March 8, 2009
Now this is really getting disturbing – writing daily about my adventures at work. But then again, this is a novelty to me and as such I find it such an interesting topic to write about. I don’t know though if the reader shares the same thoughts.
Anyways, today my first call was an irate customer. My second one was another irate customer. The third was still an irate customer. By the time I got to my fourth call, my voice was already shaking and my supervisor remarked that I sounded nervous. She advised me to simply breathe. I guess even if one does treat each call as a new call, and completely forego the previous call, the subconcious will still kick in and one cannot really control certain factors regarding one’s self much as one would want to. (Am I making sense?)
Good thing though that SGS doesn’t tolerate customers who use abusive language. Otherwise, even if I know I wouldn’t be affected by such language because I wouldn’t take it personally, my subconcious would probably suffer.
The good thing though with my shift is that I was able to identify customer relation as my priority – metrics wise. As such, I need to ensure that in each call the customer would attain total satisfaction with the service I’ve provided.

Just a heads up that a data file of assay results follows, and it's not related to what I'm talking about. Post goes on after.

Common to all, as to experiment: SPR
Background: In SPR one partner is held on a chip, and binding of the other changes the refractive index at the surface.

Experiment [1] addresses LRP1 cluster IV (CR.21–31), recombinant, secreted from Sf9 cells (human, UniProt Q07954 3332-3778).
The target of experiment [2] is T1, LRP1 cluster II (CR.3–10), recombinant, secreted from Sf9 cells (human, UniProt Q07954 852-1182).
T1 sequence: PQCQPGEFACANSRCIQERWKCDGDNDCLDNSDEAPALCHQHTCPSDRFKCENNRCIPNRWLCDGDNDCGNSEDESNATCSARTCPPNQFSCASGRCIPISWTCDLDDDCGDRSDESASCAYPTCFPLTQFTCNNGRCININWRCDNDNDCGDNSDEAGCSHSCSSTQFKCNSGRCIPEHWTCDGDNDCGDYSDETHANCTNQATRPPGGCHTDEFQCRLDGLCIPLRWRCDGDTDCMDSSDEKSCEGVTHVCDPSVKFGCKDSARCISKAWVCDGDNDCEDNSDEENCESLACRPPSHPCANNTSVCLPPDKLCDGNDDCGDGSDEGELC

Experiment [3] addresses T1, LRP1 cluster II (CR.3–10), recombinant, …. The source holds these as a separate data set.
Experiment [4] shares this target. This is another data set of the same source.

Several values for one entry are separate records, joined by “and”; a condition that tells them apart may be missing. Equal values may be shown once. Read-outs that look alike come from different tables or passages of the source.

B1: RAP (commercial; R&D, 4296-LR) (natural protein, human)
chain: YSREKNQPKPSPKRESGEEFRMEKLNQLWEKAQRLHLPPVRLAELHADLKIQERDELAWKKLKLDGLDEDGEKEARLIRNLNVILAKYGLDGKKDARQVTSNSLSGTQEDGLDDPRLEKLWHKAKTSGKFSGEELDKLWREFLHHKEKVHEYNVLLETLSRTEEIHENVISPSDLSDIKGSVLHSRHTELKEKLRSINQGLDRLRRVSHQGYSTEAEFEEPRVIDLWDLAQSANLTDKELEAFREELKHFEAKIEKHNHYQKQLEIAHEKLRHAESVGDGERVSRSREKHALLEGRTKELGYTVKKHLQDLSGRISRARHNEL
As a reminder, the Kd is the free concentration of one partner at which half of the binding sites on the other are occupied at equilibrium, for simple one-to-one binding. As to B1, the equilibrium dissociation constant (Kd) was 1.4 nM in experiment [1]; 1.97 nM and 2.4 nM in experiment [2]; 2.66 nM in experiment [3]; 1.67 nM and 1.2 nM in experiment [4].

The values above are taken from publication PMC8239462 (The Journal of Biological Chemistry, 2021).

A good friend and mentor once told me that in our jobs the focus should not be on the salary (although I know that is important) but rather on the service that we deliver to those who we serve in our jobs. For example, a teacher is a servant to his students in the sense that his job is to ensure his students learn something from him. As such his first priority should be the learning of his students. The rest, such as his performance or his salary should be secondary. They are important but they should not take precedence of his primary duty which is to ensure that his students learn.
In the same way, as a technical support representative my priority should be to ensure that every customer who calls me would receive the resolution to his McAfee concern that is within my support boundaries. That should be my first priority – the customer’s experience with me as the agent who helped him. Because that is basically my job – to help hapless and clueless customers with their technical issues.
And having defined that, I now set-off with a new passion and zeal for work. A new definition of every call being a new call. A new motivation to coming to work no matter how tiring the hours maybe.
Now, ain’t that grand?